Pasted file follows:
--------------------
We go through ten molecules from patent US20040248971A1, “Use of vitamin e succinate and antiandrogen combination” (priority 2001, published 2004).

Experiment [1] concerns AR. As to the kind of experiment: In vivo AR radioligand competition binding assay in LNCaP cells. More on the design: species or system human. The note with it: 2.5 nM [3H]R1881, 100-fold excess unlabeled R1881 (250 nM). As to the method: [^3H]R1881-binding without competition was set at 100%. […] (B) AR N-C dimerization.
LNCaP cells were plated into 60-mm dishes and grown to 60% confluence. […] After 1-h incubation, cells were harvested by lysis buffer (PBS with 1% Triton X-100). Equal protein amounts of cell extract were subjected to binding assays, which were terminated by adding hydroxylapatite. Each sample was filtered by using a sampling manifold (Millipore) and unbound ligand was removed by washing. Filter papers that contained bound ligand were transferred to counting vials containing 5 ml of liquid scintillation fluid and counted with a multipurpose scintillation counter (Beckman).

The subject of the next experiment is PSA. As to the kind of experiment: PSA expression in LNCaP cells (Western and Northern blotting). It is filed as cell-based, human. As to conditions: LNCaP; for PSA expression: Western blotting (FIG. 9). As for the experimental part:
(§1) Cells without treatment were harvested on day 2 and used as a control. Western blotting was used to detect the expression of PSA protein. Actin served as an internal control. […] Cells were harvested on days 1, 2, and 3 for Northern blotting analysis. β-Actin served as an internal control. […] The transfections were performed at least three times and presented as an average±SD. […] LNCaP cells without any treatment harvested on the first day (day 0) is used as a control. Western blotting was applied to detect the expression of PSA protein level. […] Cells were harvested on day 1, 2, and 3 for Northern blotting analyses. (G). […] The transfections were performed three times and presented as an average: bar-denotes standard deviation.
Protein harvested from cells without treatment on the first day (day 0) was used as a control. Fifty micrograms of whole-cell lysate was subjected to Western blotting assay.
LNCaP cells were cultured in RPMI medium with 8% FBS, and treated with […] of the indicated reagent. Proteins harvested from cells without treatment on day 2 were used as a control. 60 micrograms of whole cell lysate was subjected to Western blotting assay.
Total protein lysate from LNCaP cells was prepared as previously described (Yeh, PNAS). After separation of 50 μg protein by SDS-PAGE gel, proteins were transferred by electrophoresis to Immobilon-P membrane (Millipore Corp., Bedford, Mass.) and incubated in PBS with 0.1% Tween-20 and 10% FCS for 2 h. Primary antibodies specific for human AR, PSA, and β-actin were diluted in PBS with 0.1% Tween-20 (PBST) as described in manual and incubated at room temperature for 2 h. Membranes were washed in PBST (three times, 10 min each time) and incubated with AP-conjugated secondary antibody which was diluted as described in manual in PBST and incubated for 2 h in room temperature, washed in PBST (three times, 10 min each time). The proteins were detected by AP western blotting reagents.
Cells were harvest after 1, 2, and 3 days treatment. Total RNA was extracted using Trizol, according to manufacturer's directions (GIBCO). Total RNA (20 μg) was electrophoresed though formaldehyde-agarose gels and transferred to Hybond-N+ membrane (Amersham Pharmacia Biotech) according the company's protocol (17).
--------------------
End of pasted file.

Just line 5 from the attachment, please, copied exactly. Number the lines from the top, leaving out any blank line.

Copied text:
(§1) Cells without treatment were harvested on day 2 and used as a control. Western blotting was used to detect the expression of PSA protein. Actin served as an internal control. […] Cells were harvested on days 1, 2, and 3 for Northern blotting analysis. β-Actin served as an internal control. […] The transfections were performed at least three times and presented as an average±SD. […] LNCaP cells without any treatment harvested on the first day (day 0) is used as a control. Western blotting was applied to detect the expression of PSA protein level. […] Cells were harvested on day 1, 2, and 3 for Northern blotting analyses. (G). […] The transfections were performed three times and presented as an average: bar-denotes standard deviation.